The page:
NAACP nominee and USA Today bestselling author Beverly Jenkins returns to the town of Henry Adams with a story of family, friendship, love, and second chances.
In Henry Adams, Kansas, you can’t start over without stirring things up . . .
Many a good woman has had to leave a no-good man, but how many of them took a back-seat to his 600-lb. hog? On her own for the first time, Genevieve Gibbs is ecstatic, even if certain people preferred the doormat version of Ms. Gibbs. Finding someone who appreciates the “new” her has only just hit Gen’s to-do list when T.C. Barbour appears in her life.
A tiny Kansas town is a far cry from his native Oakland, California, but it’s just the change T. C. needs. While helping his divorced nephew acclimate to single fatherhood, T. C. lands a gig driving a limo for the most powerful woman in Henry Adams. It’s a great way to meet people—and one in particular has already made the job worthwhile. All it takes is a short trip from the airport for Genevieve to snag T.C.’s attention for good.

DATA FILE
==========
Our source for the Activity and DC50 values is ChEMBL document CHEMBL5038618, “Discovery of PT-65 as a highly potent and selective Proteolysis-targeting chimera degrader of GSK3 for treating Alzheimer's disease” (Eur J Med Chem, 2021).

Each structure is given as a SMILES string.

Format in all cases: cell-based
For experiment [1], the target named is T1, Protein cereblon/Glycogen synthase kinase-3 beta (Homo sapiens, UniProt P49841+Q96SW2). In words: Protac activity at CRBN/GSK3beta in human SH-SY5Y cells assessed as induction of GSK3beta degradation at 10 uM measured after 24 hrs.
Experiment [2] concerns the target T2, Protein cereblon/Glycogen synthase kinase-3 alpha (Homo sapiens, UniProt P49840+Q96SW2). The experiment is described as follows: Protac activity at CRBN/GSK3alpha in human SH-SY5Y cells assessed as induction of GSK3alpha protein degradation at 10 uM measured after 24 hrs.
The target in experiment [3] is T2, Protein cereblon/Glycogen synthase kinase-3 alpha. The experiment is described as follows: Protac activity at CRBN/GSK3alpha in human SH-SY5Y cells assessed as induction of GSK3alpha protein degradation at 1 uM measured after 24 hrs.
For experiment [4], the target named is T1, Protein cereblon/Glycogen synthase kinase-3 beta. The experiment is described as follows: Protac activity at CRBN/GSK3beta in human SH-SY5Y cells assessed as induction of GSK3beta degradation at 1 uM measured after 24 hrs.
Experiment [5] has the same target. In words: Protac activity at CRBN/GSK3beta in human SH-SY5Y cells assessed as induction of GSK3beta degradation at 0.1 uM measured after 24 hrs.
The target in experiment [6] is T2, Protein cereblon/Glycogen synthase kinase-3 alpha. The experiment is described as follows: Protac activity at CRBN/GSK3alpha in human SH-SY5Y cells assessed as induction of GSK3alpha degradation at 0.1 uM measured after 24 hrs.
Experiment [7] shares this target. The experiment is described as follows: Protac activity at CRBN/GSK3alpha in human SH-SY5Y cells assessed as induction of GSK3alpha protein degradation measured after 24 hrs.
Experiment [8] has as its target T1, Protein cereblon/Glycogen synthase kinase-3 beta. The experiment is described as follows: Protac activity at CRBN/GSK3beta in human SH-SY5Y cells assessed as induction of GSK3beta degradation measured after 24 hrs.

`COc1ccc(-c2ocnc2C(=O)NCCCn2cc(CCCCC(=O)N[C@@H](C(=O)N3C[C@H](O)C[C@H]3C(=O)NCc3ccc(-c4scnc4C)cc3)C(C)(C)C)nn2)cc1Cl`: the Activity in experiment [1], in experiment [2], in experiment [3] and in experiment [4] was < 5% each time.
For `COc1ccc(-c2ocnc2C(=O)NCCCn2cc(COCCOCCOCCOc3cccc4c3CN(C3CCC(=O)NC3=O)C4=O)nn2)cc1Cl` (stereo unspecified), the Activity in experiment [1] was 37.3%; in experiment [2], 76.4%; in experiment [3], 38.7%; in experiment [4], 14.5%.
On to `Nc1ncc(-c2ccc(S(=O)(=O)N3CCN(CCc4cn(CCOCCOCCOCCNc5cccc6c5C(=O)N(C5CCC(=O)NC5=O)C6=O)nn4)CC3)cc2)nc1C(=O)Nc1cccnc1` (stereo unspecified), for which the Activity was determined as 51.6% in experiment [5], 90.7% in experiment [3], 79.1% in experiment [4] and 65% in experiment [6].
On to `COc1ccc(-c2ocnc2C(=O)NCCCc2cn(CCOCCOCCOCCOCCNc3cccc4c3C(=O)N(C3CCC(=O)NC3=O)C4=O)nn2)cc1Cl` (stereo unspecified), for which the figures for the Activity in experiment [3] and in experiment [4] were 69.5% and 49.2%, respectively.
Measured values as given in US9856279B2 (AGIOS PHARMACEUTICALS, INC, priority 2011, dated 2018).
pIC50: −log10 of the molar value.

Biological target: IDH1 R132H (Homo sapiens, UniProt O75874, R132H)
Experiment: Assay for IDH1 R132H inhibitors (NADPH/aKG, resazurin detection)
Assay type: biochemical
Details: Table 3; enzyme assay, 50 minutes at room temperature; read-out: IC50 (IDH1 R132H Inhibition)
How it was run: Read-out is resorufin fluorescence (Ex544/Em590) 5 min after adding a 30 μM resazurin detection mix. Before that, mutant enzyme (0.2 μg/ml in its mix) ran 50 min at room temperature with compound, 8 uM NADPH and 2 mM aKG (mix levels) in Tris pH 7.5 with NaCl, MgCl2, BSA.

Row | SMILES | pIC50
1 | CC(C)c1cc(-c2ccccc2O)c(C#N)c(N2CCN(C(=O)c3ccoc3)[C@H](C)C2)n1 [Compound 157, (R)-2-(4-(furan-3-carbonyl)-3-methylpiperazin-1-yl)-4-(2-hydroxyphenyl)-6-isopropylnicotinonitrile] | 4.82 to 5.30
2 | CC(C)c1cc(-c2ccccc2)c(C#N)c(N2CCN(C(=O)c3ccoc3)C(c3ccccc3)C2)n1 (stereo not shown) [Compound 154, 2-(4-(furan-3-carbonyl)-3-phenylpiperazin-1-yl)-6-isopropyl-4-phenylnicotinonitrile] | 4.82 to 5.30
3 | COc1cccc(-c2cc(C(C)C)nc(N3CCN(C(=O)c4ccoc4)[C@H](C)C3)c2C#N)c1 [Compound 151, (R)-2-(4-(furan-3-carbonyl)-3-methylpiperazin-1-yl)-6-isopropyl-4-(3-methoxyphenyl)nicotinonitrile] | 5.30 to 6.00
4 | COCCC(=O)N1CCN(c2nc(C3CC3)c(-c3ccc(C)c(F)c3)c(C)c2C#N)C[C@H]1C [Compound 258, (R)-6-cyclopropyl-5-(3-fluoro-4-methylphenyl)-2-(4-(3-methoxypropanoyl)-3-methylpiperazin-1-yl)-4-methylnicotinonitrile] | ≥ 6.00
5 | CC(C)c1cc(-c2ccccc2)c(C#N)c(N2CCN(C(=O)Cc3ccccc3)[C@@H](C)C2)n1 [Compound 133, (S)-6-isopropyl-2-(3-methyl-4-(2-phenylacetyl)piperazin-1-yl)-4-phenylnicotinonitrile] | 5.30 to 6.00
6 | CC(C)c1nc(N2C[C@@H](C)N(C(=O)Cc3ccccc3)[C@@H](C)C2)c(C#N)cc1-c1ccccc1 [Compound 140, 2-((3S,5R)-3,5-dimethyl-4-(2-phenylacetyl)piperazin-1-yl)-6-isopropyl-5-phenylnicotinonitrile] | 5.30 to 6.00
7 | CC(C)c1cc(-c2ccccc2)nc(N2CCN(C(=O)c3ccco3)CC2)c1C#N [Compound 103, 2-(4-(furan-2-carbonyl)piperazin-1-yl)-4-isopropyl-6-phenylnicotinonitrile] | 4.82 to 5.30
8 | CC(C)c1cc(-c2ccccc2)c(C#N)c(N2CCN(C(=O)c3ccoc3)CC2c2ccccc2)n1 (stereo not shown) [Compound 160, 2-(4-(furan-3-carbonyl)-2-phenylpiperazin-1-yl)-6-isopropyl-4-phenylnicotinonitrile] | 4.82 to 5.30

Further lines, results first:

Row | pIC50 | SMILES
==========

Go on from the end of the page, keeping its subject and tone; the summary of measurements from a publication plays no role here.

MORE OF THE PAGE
But it wouldn’t be Henry Adams without adding more drama to the mix. When Gen’s ex Riley returns with his hog in tow, it sets off a chain of events that can ruin everything—unless the residents pull together once again to save the day.
A vivid sense of caring connections shines in Jenkins's seventh Christian contemporary romance (after For Your Love), set in the idyllic small town of Henry Adams, Kans. Retired big rig driver and widower Terrence "T.C." Barbour relocates to Henry Adams to assist his adult nephew and family. Former mayor and ne'er-do-well Riley Curry and his prized hog, Cletus, return to Henry Adams in a stolen vehicle, with a trail of minor crimes in their wake. Riley's ex, teacher Genevieve Gibbs, is rediscovering herself in her sixth decade, a development her current beau, Clay Dobbs, finds unsettling. T.C. and Genevieve's immediate attraction deepens at a slow burn under the watchful eyes of Gen's neighbors, including rich landowner Bernadine Brown and shotgun-wielding matriarch Tamar July. Their romance is interspersed with tales of continued developments largely positive in a community that functions on the value of "kindness over rightness" in the lives of the townsfolk.